Dogs also learn quickly from experience. One morning, our oldest Pomeranian, who was a pup near a year old at the time, came yelping and howling from under our bed. Like all pups, he liked to chew just about anything and that, along with other mischief, earned him the name “Trouble.” The compulsion included electrical cords. I soon found that he had chewed through one of the control cords to our sleep number air bed – and gotten a painful shock for his “trouble.” He has never touched an electrical cord since!

We hope his two-year younger brother, Jubilation or “Jubi,” learns a similar lesson without dire consequences. Like children, you just can’t guard them from all hazards. They have to learn some things the hard way and one can only hope without too many serious repercussions. The main cord he has damaged so far was the charger cord for my wife’s cell Phone. Those small cords carry very few amps or voltage so he didn’t learn from it.

We aren’t sure whether they’ve learned the lesson about skunks yet. A skunk family chose our alley for a temporary “stomping ground” last summer. Of course, the Invaders had to be challenged. Yep, we had some “de-skunking” to do. Luckily, not a direct, close-up hit. As an old North Dakota ranch kid, I know how devastating that can be. It makes for instant “canus non grata.”

Neither of us are cat fans, but the stories people tell us about their cats make it plain that they have their own unique personalities and feelings. I’m certain, if we had a cat, and we won’t because of a severe cat allergy on my part, that I would find many things to love about the animal and could relate equally interesting facts.

Other creatures are a lot more intelligent and emotionally aware than we would perhaps suppose. Their feelings run deep and they suffer from pain, deprivation and loss very much like we humans do. Anyone who takes on a pet needs to realize that and treat that animal as a feeling, sentient being every bit as worthy of our concerned respect as any other member of the family. If you’re unable or unwilling to provide that loving respect and care, it’s best to forget taking on the responsibility.

Many denizens of the animal kingdom demonstrate great awareness. Elephants have great mental capacity and their care for each other is in many ways human-like. Watch them playing with snow at a German zoo: Dolphins can be trained to do a great variety of complicated things, as can whales. Both are extremely intelligent. Even the lowly octopus has a very highly developed brain. The longer we study, the more we learn and the more our commonality of shared abilities and traits with other creatures becomes apparent.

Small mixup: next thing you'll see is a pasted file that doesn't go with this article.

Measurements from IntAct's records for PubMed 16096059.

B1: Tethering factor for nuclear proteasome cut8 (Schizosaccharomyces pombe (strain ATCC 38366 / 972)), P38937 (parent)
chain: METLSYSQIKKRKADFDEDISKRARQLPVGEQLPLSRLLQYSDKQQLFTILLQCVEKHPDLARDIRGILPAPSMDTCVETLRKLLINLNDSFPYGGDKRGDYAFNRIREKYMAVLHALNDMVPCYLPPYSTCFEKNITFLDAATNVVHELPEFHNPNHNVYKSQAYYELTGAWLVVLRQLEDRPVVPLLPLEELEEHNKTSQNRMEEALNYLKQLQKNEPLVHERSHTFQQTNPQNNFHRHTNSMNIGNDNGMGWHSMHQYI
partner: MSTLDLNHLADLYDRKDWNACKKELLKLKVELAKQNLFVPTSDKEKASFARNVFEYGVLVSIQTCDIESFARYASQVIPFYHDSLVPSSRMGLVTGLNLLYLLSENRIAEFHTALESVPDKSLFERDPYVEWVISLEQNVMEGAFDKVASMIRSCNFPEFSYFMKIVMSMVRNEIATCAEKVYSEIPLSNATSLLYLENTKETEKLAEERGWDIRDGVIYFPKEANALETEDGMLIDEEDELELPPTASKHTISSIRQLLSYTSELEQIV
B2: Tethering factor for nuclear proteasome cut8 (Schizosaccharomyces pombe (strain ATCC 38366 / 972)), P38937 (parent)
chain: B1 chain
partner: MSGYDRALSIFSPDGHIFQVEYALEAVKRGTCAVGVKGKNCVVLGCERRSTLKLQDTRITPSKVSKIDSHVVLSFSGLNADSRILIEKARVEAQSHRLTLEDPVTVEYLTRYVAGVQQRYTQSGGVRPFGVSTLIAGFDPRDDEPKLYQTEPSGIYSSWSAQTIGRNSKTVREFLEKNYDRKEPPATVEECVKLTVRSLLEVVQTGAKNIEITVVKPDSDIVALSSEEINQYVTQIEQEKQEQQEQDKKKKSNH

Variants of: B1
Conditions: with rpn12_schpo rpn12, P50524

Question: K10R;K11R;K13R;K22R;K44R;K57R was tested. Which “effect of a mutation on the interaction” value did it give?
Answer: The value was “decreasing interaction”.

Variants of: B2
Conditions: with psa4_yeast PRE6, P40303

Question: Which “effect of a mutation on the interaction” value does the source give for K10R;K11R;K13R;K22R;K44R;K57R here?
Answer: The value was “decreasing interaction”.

I was amazed by the story of Washoe, a female chimpanzee who had been taught to communicate in computer sign language. She learned to name things, and when asked what a watermelon was, she gave it the name, “fruit drink.” If that isn’t a synonym for “watermelon,” what would you call it? That was human-like reasoning!

We recently watched The Wild Parrots of Telegraph Hill as the first film we pulled up on instant Netflix. It was amazing and brought tears to our eyes several times.

Exactly what life, mind, brain, spirit, soul, etc. all may mean, it is clear to me that all higher creatures, although still greatly inferior to us in many respects, share a great deal of our mental and emotional characteristics. We have a responsibility to respect them and care about how we treat them.

We don’t need to go to the extreme of becoming vegetarians, never using their capacities for our service, etc. Many animals add a great deal to human existence, and if they are treated with humane care and respect, their lives are also enhanced. A triple crown race horse, for example, usually leads the life of an aristocrat – great accommodations, constant attention, the best of food and medical care, and lots and lots of sex with the best and most beautiful fillies in the equine kingdom. A Solomon couldn’t have it better!

Ask any blind man what he thinks of his guide dog. I have a blind friend who once had one and wishes he still did.

I’m not a fanatic. You won’t find me picketing or sabotaging research labs that utilize animals in experiments. I do hope they are treated humanely and I would push for that. I don’t go around looking for fur coats to throw paint on. I eat steak and most other meats with no pangs of conscience. All I have to do is open my mouth and look in a mirror to see that I resemble a wolf much more than a sheep dentally. My whole digestive system is that of an omnivore. I wear and use leather.

What I’m saying is that we have a responsibility to treat all species with respect and an awareness of their sentience and intrinsic worthiness. We are part of the animal kingdom and share a distant kinship with all of them. As humans, we are all cousins somewhere in the past. We are also some kind of relative to all other creatures, no matter how many millions of degrees removed.

We need to quit feeling so superior and haughty.